For many Americans, restaurants are destinations for the most special of occasions: birthdays, promotions, anniversaries and engagements. Amid a growing spread of coronavirus infections, they're also poised to take one of the biggest economic hits.
This week a handful of states — including California, Florida and New York — ordered restaurants close their doors and offer takeout and delivery options only. On Wednesday, Union Square Hospitality Group, Danny Meyers' restaurant empire, announced it was laying off roughly 2,000 people, about 80% of its staff.
CBS News spoke to restaurant owners and servers at some of New York's best restaurants about what guests can do to help their favorite establishments.
Call your representatives
"First and foremost it would be great if people would call their members of Congress!" said Jordan Salcito, the director of wine special projects at Momofuku, David Chang's popular restaurant group. She's also the founder of Ramona, a canned spritz beverage.
Demanding that the restaurant industry is part of the upcoming federal stimulus package is the best way that people can make sure the establishments they love can weather the economic storm, Salcito said to CBS News.
Salcito also recommended restaurant-goers ask their representatives to suspend wine tariffs.
"Wine purveyors are reeling from restaurant closures, especially the smallest importers who sell primarily or exclusively to restaurants," Salcito said.
After widespread closures were announced, some restaurants sent back wine that they no longer needed, while others are storing it without paying, Salcito said. To keep wine importers afloat, Salcito recommended doing away with the typical 25% tax on wine imports, a cost that would "cripple small importers."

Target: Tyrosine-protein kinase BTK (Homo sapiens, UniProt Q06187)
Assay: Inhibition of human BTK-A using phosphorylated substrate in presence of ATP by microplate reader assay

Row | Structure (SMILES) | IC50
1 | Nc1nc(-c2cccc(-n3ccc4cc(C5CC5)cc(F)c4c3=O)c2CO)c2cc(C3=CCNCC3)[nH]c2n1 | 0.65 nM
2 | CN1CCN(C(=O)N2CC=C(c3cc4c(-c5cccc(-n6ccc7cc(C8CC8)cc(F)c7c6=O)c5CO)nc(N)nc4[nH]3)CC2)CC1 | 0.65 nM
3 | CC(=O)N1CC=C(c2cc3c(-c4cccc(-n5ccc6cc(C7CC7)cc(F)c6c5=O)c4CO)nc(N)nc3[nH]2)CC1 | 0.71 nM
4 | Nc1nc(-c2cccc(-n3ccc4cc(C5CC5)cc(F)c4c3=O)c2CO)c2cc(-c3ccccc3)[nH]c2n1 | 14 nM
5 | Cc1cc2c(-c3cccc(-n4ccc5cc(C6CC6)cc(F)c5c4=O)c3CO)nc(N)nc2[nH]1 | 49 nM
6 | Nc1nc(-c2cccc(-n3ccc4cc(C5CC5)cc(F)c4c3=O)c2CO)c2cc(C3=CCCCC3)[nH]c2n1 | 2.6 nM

Simon Kim, the owner of Michelin-starred Cote, a Korean steakhouse in Manhattan, offered a script for people to use when calling their representatives
"The world of restaurants is a unique one and in order to keep a lot of these mom and pop places around we need help," Kim said to CBS News on Wednesday. "Hundreds of thousands of people rely on the restaurant world for income and are facing bankruptcy, homelessness, and will be unable to feed their families."
Order takeout … and don't forget wine
On Monday, Kim temporarily closed Cote, something he called an "incredibly difficult situation," but a move that would allow his hourly employees to collect government-funded unemployment benefits.
To continue bringing in some revenue, Kim started offering something his restaurant had never done before: delivery.
Many restaurants have gone that route, offering gourmet meals to otherwise social-distancing food lovers.
"If your local restaurant is going delivery or take-out, as best you can, try to spend money in those restaurants," said Kevin Garry, the owner and managing partner of Epicurean, the restaurant group behind L'Artusi, a buzzy Italian restaurant in downtown Manhattan.
Like Cote, L'Artusi had never done delivery before this week, and "when we turned it on, we had an amazingly positive response," Garry said. The business has been so good that L'Artusi has been able to offer their kitchen employees "close to a full schedule," said Garry.